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A 19-month-old girl with nystagmus, paradoxical pupillary response and low vision
Digital Journal of Ophthalmology 2008
Volume 14, Number 6
February 25, 2008
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Sandra Rocio Montezuma, M.D. | Massachusetts Eye and Ear Infirmary
External examination demonstrated no abnormalities. Her visual acuity was assessed with the preferential looking test. With binocular viewing the result was 0.64 cpd (cycles per degree), corresponding to 20/960 Snellen acuity. For the right eye alone the visual acuity was 20/1,400 (Normal VA corrected for age is approximately 20/80). She was too restless for testing of the left eye. Her VEP (visual evoked potentials) acuities were 4.2 cpd on the right and 4.5 cpd on the left. These correspond to 20/143 and 20/133 Snellen acuity.

The pupils were round and equal and constricted in response to light. No afferent pupillary defect was seen. Additionally, using an infrared video system, paradoxical pupillary constriction to darkness was demonstrated. (see Video)

The cycloplegic retinoscopy was +5.50 sphere in both eyes. She was orthotropic on muscle balance testing. She had full ductions and versions. There was a small amplitude, high frequency, horizontal nystagmus. The direction of nystagmus did not change in different directions of gaze. There was no anomalous head posture and the patient did not appear to have a null point in which the nystagmus dampened.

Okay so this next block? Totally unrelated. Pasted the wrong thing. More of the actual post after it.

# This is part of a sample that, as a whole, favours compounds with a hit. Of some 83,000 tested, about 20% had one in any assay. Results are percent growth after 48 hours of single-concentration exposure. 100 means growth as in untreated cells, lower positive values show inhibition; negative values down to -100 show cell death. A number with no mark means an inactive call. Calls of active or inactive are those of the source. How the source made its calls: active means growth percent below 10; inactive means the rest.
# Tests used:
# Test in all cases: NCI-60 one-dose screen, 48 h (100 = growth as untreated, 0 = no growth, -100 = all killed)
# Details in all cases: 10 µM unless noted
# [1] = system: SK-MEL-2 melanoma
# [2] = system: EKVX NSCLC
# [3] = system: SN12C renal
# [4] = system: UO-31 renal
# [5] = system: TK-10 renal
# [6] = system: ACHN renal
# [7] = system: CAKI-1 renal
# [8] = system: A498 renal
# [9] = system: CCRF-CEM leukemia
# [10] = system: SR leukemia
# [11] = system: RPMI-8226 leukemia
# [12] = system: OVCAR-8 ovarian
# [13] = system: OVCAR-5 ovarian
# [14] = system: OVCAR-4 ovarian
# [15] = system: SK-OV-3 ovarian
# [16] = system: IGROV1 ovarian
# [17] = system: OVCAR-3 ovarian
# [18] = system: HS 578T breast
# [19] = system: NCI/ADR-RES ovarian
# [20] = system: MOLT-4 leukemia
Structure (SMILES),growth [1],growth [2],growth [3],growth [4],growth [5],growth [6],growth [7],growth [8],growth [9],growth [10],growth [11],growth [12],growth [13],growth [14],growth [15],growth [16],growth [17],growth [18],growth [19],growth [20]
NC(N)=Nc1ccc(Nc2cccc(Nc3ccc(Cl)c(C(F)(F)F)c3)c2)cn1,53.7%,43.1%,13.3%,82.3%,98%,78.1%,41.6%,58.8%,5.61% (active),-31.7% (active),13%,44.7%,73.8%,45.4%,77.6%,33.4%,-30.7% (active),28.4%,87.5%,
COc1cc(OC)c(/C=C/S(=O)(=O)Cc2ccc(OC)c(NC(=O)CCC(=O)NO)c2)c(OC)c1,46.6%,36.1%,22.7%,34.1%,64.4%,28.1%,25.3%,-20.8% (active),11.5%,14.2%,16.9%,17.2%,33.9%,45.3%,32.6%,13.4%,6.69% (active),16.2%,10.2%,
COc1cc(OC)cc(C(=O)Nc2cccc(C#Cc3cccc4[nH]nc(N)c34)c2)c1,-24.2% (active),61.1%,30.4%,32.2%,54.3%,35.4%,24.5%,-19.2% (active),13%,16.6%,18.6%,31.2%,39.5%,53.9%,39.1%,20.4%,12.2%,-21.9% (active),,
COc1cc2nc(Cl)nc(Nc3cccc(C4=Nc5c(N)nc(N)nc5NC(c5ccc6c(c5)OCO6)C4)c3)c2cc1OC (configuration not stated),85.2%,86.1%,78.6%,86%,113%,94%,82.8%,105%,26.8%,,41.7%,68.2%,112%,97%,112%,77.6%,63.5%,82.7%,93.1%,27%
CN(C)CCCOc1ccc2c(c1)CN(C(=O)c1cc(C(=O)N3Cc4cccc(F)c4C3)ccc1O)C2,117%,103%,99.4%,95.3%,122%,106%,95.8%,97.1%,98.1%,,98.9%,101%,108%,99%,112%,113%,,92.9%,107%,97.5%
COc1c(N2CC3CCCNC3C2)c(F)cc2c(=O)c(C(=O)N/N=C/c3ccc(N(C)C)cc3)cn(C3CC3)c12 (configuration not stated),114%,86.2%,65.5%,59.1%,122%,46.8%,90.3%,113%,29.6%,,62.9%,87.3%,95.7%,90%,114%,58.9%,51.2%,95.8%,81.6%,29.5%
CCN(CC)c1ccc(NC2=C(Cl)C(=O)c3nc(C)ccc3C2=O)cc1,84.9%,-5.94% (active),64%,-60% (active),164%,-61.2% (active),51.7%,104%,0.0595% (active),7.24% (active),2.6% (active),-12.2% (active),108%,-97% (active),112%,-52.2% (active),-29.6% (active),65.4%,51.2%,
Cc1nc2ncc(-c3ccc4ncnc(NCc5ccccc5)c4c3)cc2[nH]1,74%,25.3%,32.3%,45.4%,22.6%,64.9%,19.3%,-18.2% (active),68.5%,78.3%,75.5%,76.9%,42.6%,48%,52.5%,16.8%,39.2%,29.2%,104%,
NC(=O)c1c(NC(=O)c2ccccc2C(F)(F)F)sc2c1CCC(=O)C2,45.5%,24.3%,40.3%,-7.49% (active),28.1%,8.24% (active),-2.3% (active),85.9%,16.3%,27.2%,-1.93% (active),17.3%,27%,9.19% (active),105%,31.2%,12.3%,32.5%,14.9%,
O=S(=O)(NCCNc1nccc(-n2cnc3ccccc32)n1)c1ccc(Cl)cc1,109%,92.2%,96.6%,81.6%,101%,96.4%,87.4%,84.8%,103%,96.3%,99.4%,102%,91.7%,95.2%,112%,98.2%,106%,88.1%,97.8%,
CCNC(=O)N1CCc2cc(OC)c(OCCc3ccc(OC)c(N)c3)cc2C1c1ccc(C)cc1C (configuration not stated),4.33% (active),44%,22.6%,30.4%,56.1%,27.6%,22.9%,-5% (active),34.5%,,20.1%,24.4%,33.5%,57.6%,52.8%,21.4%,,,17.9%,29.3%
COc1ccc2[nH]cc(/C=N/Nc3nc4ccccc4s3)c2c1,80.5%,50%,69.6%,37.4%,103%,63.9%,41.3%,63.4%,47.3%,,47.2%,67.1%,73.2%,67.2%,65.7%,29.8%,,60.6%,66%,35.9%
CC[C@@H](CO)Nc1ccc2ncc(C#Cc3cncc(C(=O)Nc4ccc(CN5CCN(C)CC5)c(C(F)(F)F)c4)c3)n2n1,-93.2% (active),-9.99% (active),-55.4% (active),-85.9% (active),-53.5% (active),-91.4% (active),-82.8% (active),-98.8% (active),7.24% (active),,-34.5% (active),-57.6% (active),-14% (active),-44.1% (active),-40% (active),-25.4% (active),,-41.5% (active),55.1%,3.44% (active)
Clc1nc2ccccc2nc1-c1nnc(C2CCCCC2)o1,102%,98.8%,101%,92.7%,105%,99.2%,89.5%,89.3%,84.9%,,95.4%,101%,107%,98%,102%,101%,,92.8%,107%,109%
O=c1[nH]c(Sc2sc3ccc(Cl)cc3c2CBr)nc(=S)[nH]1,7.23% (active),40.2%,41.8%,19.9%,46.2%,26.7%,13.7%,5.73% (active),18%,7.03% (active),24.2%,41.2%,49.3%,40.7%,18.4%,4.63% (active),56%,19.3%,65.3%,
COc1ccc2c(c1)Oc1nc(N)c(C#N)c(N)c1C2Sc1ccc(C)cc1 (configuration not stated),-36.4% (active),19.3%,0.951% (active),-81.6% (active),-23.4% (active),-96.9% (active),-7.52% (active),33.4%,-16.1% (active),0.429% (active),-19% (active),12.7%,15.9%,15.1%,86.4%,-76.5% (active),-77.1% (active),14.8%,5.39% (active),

The anterior segment examination was normal. There were no iris transillumination defects. The intraocular pressures were normal at 8 mmHg in both eyes. On visual field testing, she looked for the hand light in all quadrants with both eyes. On indirect ophthalmoscopy, the media were clear; the optic nerve heads were pink with sharp margins and were normal in diameter. In the maculae, foveal reflexes were identifiable. The retinal vasculature appeared to be of normal caliber and distribution and no abnormalities were seen in the extramacular fundi. (see Figures 1 & 2)
Infrared video system demonstrating the paradoxical pupillary constriction to darkness.

Figure 1
Ret Cam photograph of the right fundus.

Figure 2
Ret Cam photograph of the left fundus.